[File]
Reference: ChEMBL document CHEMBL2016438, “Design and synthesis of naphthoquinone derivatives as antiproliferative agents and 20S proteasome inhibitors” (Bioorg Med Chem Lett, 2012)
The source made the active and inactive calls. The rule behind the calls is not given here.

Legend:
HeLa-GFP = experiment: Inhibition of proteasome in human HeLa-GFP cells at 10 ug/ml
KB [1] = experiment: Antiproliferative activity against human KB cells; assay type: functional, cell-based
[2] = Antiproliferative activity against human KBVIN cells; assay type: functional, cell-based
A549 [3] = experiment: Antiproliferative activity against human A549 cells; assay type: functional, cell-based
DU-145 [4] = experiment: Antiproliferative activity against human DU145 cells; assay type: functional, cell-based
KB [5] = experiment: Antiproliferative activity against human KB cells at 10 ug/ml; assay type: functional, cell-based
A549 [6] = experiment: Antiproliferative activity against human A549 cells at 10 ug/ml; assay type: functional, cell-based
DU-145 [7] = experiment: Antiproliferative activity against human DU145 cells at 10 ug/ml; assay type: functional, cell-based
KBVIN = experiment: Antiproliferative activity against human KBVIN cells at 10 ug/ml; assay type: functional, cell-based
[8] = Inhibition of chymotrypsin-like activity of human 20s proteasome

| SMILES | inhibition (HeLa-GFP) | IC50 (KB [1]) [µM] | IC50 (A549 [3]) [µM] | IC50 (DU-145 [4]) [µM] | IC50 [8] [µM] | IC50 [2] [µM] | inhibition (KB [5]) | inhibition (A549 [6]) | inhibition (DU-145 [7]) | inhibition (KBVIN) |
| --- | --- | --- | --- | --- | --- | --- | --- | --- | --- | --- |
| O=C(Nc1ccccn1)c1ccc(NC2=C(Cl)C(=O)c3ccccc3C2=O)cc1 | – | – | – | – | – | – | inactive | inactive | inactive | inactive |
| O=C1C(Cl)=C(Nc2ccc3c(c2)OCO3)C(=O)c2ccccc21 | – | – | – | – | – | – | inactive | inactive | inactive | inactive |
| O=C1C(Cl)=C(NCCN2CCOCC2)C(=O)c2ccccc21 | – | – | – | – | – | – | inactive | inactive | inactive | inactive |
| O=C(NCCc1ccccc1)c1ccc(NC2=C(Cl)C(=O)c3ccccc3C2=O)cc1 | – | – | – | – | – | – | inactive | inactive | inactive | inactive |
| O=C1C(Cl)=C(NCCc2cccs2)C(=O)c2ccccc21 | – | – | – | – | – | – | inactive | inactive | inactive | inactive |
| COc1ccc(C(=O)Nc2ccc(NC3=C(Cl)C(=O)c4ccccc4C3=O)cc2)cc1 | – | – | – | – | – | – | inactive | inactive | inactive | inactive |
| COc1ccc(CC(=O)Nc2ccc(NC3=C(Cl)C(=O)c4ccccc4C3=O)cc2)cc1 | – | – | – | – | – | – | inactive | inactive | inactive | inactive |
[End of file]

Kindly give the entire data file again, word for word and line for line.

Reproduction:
Reference: ChEMBL document CHEMBL2016438, “Design and synthesis of naphthoquinone derivatives as antiproliferative agents and 20S proteasome inhibitors” (Bioorg Med Chem Lett, 2012)
The source made the active and inactive calls. The rule behind the calls is not given here.

Legend:
HeLa-GFP = experiment: Inhibition of proteasome in human HeLa-GFP cells at 10 ug/ml
KB [1] = experiment: Antiproliferative activity against human KB cells; assay type: functional, cell-based
[2] = Antiproliferative activity against human KBVIN cells; assay type: functional, cell-based
A549 [3] = experiment: Antiproliferative activity against human A549 cells; assay type: functional, cell-based
DU-145 [4] = experiment: Antiproliferative activity against human DU145 cells; assay type: functional, cell-based
KB [5] = experiment: Antiproliferative activity against human KB cells at 10 ug/ml; assay type: functional, cell-based
A549 [6] = experiment: Antiproliferative activity against human A549 cells at 10 ug/ml; assay type: functional, cell-based
DU-145 [7] = experiment: Antiproliferative activity against human DU145 cells at 10 ug/ml; assay type: functional, cell-based
KBVIN = experiment: Antiproliferative activity against human KBVIN cells at 10 ug/ml; assay type: functional, cell-based
[8] = Inhibition of chymotrypsin-like activity of human 20s proteasome

| SMILES | inhibition (HeLa-GFP) | IC50 (KB [1]) [µM] | IC50 (A549 [3]) [µM] | IC50 (DU-145 [4]) [µM] | IC50 [8] [µM] | IC50 [2] [µM] | inhibition (KB [5]) | inhibition (A549 [6]) | inhibition (DU-145 [7]) | inhibition (KBVIN) |
| --- | --- | --- | --- | --- | --- | --- | --- | --- | --- | --- |
| O=C(Nc1ccccn1)c1ccc(NC2=C(Cl)C(=O)c3ccccc3C2=O)cc1 | – | – | – | – | – | – | inactive | inactive | inactive | inactive |
| O=C1C(Cl)=C(Nc2ccc3c(c2)OCO3)C(=O)c2ccccc21 | – | – | – | – | – | – | inactive | inactive | inactive | inactive |
| O=C1C(Cl)=C(NCCN2CCOCC2)C(=O)c2ccccc21 | – | – | – | – | – | – | inactive | inactive | inactive | inactive |
| O=C(NCCc1ccccc1)c1ccc(NC2=C(Cl)C(=O)c3ccccc3C2=O)cc1 | – | – | – | – | – | – | inactive | inactive | inactive | inactive |
| O=C1C(Cl)=C(NCCc2cccs2)C(=O)c2ccccc21 | – | – | – | – | – | – | inactive | inactive | inactive | inactive |
| COc1ccc(C(=O)Nc2ccc(NC3=C(Cl)C(=O)c4ccccc4C3=O)cc2)cc1 | – | – | – | – | – | – | inactive | inactive | inactive | inactive |
| COc1ccc(CC(=O)Nc2ccc(NC3=C(Cl)C(=O)c4ccccc4C3=O)cc2)cc1 | – | – | – | – | – | – | inactive | inactive | inactive | inactive |